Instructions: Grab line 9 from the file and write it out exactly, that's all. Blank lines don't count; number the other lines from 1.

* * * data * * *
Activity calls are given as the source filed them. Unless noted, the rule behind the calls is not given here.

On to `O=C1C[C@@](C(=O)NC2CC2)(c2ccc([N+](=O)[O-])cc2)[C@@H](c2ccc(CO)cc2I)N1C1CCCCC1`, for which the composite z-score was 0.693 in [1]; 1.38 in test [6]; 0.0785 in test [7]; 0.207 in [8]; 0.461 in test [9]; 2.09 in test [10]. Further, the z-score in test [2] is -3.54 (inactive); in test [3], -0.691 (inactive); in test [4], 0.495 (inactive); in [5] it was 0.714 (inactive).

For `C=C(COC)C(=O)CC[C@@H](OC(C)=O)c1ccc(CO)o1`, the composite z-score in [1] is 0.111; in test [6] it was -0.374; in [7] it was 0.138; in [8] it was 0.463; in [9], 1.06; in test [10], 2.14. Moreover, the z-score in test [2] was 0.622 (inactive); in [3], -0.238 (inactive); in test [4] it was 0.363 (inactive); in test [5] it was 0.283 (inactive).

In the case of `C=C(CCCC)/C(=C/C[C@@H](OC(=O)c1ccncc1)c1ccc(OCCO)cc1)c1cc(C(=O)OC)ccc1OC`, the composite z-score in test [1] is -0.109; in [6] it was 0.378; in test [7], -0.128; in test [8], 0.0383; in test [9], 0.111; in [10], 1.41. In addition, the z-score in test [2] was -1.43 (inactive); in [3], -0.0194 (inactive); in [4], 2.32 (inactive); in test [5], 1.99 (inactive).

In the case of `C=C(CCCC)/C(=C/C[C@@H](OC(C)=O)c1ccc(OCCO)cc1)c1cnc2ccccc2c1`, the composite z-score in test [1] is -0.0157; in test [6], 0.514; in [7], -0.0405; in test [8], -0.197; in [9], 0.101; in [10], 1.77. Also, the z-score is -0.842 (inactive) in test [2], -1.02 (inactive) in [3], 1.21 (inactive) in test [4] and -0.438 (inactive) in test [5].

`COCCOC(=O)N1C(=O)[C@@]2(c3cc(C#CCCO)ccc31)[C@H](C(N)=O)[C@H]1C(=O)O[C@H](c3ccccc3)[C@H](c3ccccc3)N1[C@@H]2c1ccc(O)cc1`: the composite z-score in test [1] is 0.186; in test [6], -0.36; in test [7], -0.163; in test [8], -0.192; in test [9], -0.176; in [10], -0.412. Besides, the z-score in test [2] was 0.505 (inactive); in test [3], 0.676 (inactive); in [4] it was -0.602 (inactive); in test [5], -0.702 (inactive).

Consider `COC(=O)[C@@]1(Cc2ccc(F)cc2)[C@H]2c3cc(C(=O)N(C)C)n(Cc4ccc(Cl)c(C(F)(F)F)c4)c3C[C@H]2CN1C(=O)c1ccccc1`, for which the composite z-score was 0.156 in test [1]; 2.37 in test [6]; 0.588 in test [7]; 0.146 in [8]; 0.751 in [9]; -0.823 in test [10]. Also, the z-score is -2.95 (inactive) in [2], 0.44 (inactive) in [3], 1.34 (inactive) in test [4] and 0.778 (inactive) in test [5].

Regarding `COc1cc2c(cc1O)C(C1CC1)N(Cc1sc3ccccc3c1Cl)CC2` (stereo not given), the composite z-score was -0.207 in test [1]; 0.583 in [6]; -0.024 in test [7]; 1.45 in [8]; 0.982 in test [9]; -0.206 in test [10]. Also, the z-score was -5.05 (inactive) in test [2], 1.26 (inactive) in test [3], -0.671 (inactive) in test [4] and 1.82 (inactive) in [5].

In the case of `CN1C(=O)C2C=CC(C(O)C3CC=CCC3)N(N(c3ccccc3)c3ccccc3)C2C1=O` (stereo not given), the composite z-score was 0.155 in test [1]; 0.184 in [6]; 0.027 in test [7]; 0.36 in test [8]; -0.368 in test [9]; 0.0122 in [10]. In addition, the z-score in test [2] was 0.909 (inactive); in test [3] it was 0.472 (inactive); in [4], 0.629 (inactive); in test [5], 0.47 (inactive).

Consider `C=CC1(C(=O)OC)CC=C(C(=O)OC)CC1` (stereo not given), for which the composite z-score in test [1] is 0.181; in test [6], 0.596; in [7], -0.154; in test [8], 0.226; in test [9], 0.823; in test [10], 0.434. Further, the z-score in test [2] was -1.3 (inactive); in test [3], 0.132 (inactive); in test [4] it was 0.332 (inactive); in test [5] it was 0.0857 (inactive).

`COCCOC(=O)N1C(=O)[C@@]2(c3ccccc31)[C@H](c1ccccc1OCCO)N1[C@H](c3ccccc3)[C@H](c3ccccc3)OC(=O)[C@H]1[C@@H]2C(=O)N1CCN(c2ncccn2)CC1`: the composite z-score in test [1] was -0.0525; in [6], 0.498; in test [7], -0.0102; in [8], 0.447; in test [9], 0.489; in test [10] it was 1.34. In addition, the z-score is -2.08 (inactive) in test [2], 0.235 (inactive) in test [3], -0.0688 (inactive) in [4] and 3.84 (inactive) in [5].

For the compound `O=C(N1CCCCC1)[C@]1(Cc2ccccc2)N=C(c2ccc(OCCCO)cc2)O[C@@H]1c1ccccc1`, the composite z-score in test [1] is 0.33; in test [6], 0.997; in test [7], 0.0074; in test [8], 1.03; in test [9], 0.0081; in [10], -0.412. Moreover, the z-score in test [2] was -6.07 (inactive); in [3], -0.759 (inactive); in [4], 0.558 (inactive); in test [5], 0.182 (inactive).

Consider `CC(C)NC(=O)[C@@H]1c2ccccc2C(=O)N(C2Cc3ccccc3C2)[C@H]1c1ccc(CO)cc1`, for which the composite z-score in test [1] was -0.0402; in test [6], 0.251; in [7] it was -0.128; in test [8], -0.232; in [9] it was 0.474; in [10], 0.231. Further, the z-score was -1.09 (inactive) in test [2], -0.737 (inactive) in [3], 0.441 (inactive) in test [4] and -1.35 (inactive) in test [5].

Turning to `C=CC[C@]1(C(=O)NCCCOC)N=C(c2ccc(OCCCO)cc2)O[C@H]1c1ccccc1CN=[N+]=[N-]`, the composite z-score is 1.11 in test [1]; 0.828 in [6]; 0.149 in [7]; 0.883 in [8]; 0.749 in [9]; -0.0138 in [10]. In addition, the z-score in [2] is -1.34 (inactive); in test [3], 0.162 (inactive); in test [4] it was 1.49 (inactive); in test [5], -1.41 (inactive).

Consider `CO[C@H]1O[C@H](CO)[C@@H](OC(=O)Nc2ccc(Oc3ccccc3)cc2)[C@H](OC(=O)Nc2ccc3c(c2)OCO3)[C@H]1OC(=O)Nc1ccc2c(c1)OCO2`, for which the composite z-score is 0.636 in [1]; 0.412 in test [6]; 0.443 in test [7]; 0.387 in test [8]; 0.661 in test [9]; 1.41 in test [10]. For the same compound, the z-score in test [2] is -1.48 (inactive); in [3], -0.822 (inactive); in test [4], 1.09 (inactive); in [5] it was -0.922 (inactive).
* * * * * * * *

In the case of `CN1C(=O)C2C=CC(C(O)C3CC=CCC3)N(N(c3ccccc3)c3ccccc3)C2C1=O` (stereo not given), the composite z-score was 0.155 in test [1]; 0.184 in [6]; 0.027 in test [7]; 0.36 in test [8]; -0.368 in test [9]; 0.0122 in [10]. In addition, the z-score in test [2] was 0.909 (inactive); in test [3] it was 0.472 (inactive); in [4], 0.629 (inactive); in test [5], 0.47 (inactive).